Can Repeated Ponseti Management for Relapsed Clubfeet Produce the Outcome Comparable With the Case Without Relapse? A Clinical Study in Term of Gait Analysis

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The prevention and treatment of relapsed clubfoot remained challenging tasks. There were controversies as to treatment options and management, such as complete subtalar release, application of an Ilizarov external frame, or repeated Ponseti method; and different options were available in different treatment centers. This study was designed to evaluate the clinical outcome of relapsed clubfeet treated by repeated Ponseti method in comparison with the cases without relapse in term of gait analysis and to clarify the clinical efficacy of repeated Ponseti method in treating the relapsed clubfeet.


Thirty-seven patients (53 feet) were retrospectively identified from our database according to the inclusion and exclusion criteria. Among the 37 patients, 17 cases (25 relapsed clubfeet) were assigned to group I, whereas 20 cases (28 clubfeet without relapse) were assigned to group II. Clinical examination, gait analysis, and kinematic gait deviation criteria from Texas Scottish Rite Hospital for Children were used for evaluation.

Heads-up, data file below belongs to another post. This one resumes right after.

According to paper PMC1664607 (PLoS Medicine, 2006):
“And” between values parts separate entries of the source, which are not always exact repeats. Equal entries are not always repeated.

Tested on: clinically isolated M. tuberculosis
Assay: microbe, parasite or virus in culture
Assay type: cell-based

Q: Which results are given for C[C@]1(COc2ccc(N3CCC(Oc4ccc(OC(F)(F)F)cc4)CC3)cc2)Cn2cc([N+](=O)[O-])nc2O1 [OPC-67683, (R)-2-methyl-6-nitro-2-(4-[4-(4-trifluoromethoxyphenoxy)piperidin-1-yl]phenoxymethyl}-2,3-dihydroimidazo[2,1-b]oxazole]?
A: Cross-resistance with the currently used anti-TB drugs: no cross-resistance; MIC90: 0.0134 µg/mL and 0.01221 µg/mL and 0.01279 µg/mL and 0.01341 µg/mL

There was statistically significant difference in the parameters of foot length, stride length, and single limb support time (%gait cycle) between the 2 groups (P<0.05). No statistically significant difference was found in the kinematic parameters of total hip, knee, and ankle excursion, peak knee and ankle flexion and extension, and internal foot progression (P>0.05). There was no statistically significant difference in peak hip, knee, and ankle flexion moment, peak knee valgus moment, and peak ankle power (P>0.05). No statistically significant difference was found in equinus and calcaneus gait, increased ankle dorsiflexion, foot drop, and internal foot progression angle (P>0.05).


Repeated Ponseti method for relapsed clubfeet can yield good or excellent clinical results. We recommend repeated Ponseti method as the treatment choice for relapsed clubfeet in the early stage.

Level of Evidence:

Level III—retrospective comparative study.

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